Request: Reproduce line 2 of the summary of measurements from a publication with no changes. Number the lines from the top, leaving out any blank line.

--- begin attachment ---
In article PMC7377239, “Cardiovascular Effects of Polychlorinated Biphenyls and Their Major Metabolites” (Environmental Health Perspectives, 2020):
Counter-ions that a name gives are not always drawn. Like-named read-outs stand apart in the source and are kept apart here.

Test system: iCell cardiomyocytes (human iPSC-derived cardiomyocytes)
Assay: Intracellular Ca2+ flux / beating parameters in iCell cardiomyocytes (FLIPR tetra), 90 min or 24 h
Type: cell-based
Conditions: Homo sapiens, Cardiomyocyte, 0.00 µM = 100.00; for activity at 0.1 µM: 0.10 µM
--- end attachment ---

Counter-ions that a name gives are not always drawn. Like-named read-outs stand apart in the source and are kept apart here.